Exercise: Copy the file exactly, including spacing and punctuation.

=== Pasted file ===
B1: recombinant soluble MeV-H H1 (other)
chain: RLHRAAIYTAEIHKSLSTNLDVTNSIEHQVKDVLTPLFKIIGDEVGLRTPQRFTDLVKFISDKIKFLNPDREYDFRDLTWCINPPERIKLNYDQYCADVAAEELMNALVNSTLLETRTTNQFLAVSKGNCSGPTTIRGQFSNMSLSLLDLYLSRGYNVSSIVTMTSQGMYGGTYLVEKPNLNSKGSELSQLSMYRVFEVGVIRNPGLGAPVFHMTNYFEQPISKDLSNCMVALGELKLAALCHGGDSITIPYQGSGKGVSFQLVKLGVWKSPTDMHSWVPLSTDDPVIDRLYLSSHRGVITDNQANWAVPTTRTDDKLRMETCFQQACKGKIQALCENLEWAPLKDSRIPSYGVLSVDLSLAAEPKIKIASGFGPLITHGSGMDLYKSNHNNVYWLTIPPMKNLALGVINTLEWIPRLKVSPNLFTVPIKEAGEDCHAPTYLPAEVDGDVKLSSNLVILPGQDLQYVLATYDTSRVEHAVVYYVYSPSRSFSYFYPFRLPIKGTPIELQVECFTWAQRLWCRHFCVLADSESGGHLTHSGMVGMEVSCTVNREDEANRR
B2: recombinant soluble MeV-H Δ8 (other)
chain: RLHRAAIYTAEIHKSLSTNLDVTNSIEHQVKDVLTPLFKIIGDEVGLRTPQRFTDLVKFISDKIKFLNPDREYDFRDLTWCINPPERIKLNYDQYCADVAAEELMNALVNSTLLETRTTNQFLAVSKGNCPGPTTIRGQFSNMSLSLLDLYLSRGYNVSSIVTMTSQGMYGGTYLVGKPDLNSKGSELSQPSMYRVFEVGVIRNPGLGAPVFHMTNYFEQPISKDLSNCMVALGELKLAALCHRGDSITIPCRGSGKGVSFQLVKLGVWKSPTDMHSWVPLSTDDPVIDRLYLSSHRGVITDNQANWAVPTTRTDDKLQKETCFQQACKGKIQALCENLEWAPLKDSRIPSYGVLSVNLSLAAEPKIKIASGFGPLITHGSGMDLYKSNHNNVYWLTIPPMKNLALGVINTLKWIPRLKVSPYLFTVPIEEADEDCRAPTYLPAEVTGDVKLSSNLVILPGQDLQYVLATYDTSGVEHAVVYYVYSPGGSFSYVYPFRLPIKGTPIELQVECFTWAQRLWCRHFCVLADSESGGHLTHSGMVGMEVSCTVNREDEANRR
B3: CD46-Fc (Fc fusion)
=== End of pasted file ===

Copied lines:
B1: recombinant soluble MeV-H H1 (other)
chain: RLHRAAIYTAEIHKSLSTNLDVTNSIEHQVKDVLTPLFKIIGDEVGLRTPQRFTDLVKFISDKIKFLNPDREYDFRDLTWCINPPERIKLNYDQYCADVAAEELMNALVNSTLLETRTTNQFLAVSKGNCSGPTTIRGQFSNMSLSLLDLYLSRGYNVSSIVTMTSQGMYGGTYLVEKPNLNSKGSELSQLSMYRVFEVGVIRNPGLGAPVFHMTNYFEQPISKDLSNCMVALGELKLAALCHGGDSITIPYQGSGKGVSFQLVKLGVWKSPTDMHSWVPLSTDDPVIDRLYLSSHRGVITDNQANWAVPTTRTDDKLRMETCFQQACKGKIQALCENLEWAPLKDSRIPSYGVLSVDLSLAAEPKIKIASGFGPLITHGSGMDLYKSNHNNVYWLTIPPMKNLALGVINTLEWIPRLKVSPNLFTVPIKEAGEDCHAPTYLPAEVDGDVKLSSNLVILPGQDLQYVLATYDTSRVEHAVVYYVYSPSRSFSYFYPFRLPIKGTPIELQVECFTWAQRLWCRHFCVLADSESGGHLTHSGMVGMEVSCTVNREDEANRR
B2: recombinant soluble MeV-H Δ8 (other)
chain: RLHRAAIYTAEIHKSLSTNLDVTNSIEHQVKDVLTPLFKIIGDEVGLRTPQRFTDLVKFISDKIKFLNPDREYDFRDLTWCINPPERIKLNYDQYCADVAAEELMNALVNSTLLETRTTNQFLAVSKGNCPGPTTIRGQFSNMSLSLLDLYLSRGYNVSSIVTMTSQGMYGGTYLVGKPDLNSKGSELSQPSMYRVFEVGVIRNPGLGAPVFHMTNYFEQPISKDLSNCMVALGELKLAALCHRGDSITIPCRGSGKGVSFQLVKLGVWKSPTDMHSWVPLSTDDPVIDRLYLSSHRGVITDNQANWAVPTTRTDDKLQKETCFQQACKGKIQALCENLEWAPLKDSRIPSYGVLSVNLSLAAEPKIKIASGFGPLITHGSGMDLYKSNHNNVYWLTIPPMKNLALGVINTLKWIPRLKVSPYLFTVPIEEADEDCRAPTYLPAEVTGDVKLSSNLVILPGQDLQYVLATYDTSGVEHAVVYYVYSPGGSFSYVYPFRLPIKGTPIELQVECFTWAQRLWCRHFCVLADSESGGHLTHSGMVGMEVSCTVNREDEANRR
B3: CD46-Fc (Fc fusion)